“Got your answer, Jen. Why we’re here. This isn’t a survey run. This is — ” Search and rescue, she almost said, and then she saw the crash date. Her pride prickled. ” — salvage and secure.”


She leaned sideways to let him read the screen. “That’s why we’ve been sitting in orbit. They’ve been scanning for wreckage.”

And had found it, apparently. There were drop coordinates in the report, and high-orbit images. Scans showed no domes on the surface. No EM output that didn’t come from rocks and the star’s radiation. That wasn’t a surprise. But the deepscans had coughed up those anomalous readings that BioHaz claimed could be —

“Indigenes,” she muttered, and wished she hadn’t.

“Indigenes,” Jenner said in the same breath, and swore after. “You think it’s survivors?”

“You think anyone walked away from a crash like that? Drakkar wasn’t built for landing. Chunks of metal made it down. Scrap. Look at the images.”

“Maybe some of the inner-ring made it.”

“Sure. You’ve seen atmospherics, Jen. Nothing’s breathing down there.”

“Something is,” he repeated darkly. “BioHaz says so.”

“BioHaz, hell. We’ve been circling this rock for three tendays, haven’t we? Everyone’s bored. Even BioHaz.” She twisted and laid a hand on Jenner’s arm, where it weighted the back of her chair. “The reactor’s probably leaking. That’d set BioHaz off.”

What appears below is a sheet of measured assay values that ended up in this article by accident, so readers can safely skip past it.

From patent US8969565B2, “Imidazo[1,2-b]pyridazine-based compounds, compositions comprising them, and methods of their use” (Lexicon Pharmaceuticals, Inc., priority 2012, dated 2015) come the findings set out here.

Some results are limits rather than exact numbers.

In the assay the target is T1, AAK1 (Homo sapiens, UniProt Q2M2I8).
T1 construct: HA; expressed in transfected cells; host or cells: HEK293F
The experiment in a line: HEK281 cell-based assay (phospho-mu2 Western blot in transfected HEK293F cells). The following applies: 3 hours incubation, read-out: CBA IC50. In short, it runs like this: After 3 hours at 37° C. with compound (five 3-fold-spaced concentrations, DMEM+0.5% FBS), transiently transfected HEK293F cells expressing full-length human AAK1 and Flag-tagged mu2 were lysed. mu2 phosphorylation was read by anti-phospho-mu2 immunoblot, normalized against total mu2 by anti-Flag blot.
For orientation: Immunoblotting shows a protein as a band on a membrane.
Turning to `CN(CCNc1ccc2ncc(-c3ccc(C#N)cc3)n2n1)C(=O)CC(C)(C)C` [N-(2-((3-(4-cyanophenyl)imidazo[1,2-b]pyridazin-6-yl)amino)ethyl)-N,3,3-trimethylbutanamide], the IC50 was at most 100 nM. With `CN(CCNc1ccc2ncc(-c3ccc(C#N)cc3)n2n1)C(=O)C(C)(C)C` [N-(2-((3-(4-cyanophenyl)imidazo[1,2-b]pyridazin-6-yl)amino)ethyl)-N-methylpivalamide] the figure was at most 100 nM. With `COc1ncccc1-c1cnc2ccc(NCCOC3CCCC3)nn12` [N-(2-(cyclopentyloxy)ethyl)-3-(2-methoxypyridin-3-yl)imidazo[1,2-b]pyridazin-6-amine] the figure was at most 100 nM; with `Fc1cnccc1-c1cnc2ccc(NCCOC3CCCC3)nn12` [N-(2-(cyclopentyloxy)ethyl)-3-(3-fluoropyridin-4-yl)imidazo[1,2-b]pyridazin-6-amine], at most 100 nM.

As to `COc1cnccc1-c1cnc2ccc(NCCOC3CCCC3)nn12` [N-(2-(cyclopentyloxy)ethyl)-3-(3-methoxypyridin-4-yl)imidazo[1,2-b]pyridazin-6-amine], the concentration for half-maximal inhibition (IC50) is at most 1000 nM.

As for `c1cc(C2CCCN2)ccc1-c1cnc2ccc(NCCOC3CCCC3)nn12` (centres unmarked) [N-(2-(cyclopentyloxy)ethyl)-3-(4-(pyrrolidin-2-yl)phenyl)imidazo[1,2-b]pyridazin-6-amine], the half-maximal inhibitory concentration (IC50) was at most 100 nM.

“Maybe it’s the Nanny.”

“Hell. Nannies run ships, Jenner. That costs power. There’s nothing down there to feed it. It’s probably microbes. Nothing exciting.”

“Except — ”

“No except. This rock’s useless dirt if it’s got organic contamination. We’re here to see that it doesn’t. So we go down, haul out the scrap, scrub the place down, and InterCorp can get back to the business of building a colony.”

His jaw squared off stubborn. “So why are they sending us on an s-and-s?”

A good question, sure, and one that OpSec hadn’t put in the report. But it wouldn’t’ve mattered if they had. Jenner wouldn’t believe it. He had an answer in mind already, had indigene fever-bright in his eyes. And he’d take that down to the troops; when they dropped, she’d have a team distracted, looking for aliens and chattering what if instead of minding what was.

So Mercx snapped out, sergeant-voiced: “Assemble everyone in the mess for a briefing, 1500. Don’t start with the indigene stuff. This is a salvage and secure op. That’s all you say. That’s an order, Corporal. Savvy?”

“Yes sir.”

Jenner cut her a salute, stiff-shouldered, spun on his heel. Didn’t quite stomp, no, but she pitied the deckplate. So he was angry. Hurt, which he had a right to be, hell. She’d apologize later. Make it up, after the drop, when they could joke about indigenes and BioHaz pranks and maybe, then, he’d laugh with her.

But after Jenner was gone — bawling names loud enough for OpSec to hear him on the bridge — Mercx pulled up the images again. Gouges in the landscape, churned sand, a shallow trench, dark on the edges, that wasn’t from any catastrophic flood. That was the crash site. Reports placed most of Drakkar inside that, with a scattering of debris on the red sand.